Steven Foung

Publication Details

  • DEVELOPMENT OF MICROFUSION TECHNIQUES TO GENERATE HUMAN HYBRIDOMAS JOURNAL OF IMMUNOLOGICAL METHODS Foung, S., Perkins, S., Kafadar, K., Gessner, P., Zimmermann, U. 1990; 134 (1): 35-42

    Abstract:

    The rarity of antigen-specific B cells in peripheral blood and lymphoid tissues is a major limitation in the production of human monoclonal antibodies. This has led to a requirement for techniques capable of fusing small numbers of cells and achieving a higher hybridoma formation efficiency than currently is possible. The approach used in these studies to generate human hybridomas is based on the observation that under hypo-osmolar conditions electric field induced cell fusion or electrofusion is facilitated. Electrofusion parameters have been defined in strongly hypo-osmolar solutions which have resulted in a hybridoma formation efficiency greater than 5 X 10(-3) under optimal conditions. Furthermore, this has been accomplished with total input B cells of 1-2 X 10(5). This is a ten-fold reduction in the required number of input B cells and is associated with a hybridoma formation efficiency at least equal to that achieved with a higher input B cell number. An important factor in the development of this microfusion technique appears to be the duration of exposure to the hypo-osmolar solution by B cells to be immortalized. Other parameters which may affect hybridoma yield include the electrical field strength used for cell alignment and membrane breakdown, ratio of human B cells to fusion partner, washing procedure, post-fusion incubation time, and the elimination of toxic molecules.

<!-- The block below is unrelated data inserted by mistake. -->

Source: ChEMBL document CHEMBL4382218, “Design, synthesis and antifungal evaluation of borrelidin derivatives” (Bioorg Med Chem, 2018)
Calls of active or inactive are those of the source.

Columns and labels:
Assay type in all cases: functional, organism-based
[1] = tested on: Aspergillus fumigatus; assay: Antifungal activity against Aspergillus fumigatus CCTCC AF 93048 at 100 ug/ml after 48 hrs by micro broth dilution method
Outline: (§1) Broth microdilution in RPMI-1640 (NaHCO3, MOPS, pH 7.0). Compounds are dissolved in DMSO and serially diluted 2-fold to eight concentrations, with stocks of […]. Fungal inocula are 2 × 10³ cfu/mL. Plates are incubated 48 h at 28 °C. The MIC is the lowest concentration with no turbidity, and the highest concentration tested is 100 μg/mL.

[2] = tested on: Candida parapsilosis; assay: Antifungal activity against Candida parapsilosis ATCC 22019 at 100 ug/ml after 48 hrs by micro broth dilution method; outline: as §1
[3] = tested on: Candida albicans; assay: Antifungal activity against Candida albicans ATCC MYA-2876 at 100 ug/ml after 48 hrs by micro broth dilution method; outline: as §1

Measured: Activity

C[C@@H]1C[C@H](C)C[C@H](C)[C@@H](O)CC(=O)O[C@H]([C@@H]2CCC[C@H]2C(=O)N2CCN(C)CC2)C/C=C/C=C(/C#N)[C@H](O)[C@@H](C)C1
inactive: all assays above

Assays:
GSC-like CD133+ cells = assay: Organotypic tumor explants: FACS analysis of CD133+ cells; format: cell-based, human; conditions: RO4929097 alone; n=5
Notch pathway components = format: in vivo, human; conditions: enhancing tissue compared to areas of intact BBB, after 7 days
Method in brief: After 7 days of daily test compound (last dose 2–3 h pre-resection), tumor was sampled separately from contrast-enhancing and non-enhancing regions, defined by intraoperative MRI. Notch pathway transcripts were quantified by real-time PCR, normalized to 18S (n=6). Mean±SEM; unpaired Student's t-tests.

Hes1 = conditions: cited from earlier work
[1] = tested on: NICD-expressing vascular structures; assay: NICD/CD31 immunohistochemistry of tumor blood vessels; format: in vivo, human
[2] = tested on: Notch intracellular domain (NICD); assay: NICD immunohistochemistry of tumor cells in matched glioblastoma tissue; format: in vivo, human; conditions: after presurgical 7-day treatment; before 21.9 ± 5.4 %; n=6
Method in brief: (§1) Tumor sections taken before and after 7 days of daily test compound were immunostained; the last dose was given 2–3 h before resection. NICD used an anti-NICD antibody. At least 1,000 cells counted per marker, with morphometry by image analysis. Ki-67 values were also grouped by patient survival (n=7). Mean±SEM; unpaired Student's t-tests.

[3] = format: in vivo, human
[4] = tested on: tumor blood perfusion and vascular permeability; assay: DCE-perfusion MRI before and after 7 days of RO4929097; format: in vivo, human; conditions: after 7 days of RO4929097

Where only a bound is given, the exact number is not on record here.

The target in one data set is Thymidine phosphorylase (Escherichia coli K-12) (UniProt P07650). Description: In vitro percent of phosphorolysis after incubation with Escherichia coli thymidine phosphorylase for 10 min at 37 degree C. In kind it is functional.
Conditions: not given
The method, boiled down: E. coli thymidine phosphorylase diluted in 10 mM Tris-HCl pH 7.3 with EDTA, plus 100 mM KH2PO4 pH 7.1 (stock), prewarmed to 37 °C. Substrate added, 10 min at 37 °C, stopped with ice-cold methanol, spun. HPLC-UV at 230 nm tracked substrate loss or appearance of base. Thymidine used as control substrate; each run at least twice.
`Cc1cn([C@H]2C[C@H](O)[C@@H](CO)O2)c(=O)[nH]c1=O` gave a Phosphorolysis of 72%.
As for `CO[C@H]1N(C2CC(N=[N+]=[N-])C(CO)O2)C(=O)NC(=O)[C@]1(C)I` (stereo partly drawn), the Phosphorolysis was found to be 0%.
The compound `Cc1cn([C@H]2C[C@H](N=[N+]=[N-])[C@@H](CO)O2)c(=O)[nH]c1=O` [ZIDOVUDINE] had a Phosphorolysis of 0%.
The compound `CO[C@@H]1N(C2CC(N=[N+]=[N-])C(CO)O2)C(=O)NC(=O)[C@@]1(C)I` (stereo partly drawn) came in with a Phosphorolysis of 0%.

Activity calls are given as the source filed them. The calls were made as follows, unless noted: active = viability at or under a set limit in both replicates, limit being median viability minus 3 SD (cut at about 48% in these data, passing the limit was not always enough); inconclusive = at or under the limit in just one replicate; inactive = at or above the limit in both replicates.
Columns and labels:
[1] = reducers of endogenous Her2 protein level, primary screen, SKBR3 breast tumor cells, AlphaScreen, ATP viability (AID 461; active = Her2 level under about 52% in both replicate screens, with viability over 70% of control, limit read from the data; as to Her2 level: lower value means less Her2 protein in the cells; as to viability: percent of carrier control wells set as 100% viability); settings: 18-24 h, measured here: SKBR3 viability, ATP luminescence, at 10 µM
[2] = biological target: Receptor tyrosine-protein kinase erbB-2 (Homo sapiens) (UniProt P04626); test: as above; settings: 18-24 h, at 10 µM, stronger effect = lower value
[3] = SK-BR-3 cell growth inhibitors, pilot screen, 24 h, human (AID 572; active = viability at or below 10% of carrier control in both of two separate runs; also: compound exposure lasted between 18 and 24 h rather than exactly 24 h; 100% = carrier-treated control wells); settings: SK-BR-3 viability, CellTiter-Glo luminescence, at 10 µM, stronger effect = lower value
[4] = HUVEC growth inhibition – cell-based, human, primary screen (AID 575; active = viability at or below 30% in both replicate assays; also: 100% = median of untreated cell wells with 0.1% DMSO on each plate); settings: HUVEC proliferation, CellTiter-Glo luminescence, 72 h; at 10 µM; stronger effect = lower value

View details for Web of Science ID A1990EG52200003

    View details for PubMedID 2172386

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